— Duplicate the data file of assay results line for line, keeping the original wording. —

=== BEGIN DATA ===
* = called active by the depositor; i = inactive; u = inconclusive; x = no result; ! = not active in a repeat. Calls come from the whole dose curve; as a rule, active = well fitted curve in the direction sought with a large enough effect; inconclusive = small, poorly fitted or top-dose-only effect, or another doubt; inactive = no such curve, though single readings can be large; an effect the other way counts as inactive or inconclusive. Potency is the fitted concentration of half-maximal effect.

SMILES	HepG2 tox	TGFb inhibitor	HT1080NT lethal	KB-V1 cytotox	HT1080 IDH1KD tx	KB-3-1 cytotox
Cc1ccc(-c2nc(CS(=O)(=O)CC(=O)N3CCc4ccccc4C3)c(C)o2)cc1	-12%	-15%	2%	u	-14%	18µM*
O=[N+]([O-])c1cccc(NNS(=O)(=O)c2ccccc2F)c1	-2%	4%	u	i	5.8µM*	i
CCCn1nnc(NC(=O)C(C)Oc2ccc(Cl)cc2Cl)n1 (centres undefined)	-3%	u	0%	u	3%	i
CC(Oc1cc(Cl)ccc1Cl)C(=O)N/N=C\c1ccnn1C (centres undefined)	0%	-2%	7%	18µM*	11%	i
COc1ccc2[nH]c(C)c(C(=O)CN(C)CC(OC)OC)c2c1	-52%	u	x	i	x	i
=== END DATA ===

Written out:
* = called active by the depositor; i = inactive; u = inconclusive; x = no result; ! = not active in a repeat. Calls come from the whole dose curve; as a rule, active = well fitted curve in the direction sought with a large enough effect; inconclusive = small, poorly fitted or top-dose-only effect, or another doubt; inactive = no such curve, though single readings can be large; an effect the other way counts as inactive or inconclusive. Potency is the fitted concentration of half-maximal effect.

SMILES	HepG2 tox	TGFb inhibitor	HT1080NT lethal	KB-V1 cytotox	HT1080 IDH1KD tx	KB-3-1 cytotox
Cc1ccc(-c2nc(CS(=O)(=O)CC(=O)N3CCc4ccccc4C3)c(C)o2)cc1	-12%	-15%	2%	u	-14%	18µM*
O=[N+]([O-])c1cccc(NNS(=O)(=O)c2ccccc2F)c1	-2%	4%	u	i	5.8µM*	i
CCCn1nnc(NC(=O)C(C)Oc2ccc(Cl)cc2Cl)n1 (centres undefined)	-3%	u	0%	u	3%	i
CC(Oc1cc(Cl)ccc1Cl)C(=O)N/N=C\c1ccnn1C (centres undefined)	0%	-2%	7%	18µM*	11%	i
COc1ccc2[nH]c(C)c(C(=O)CN(C)CC(OC)OC)c2c1	-52%	u	x	i	x	i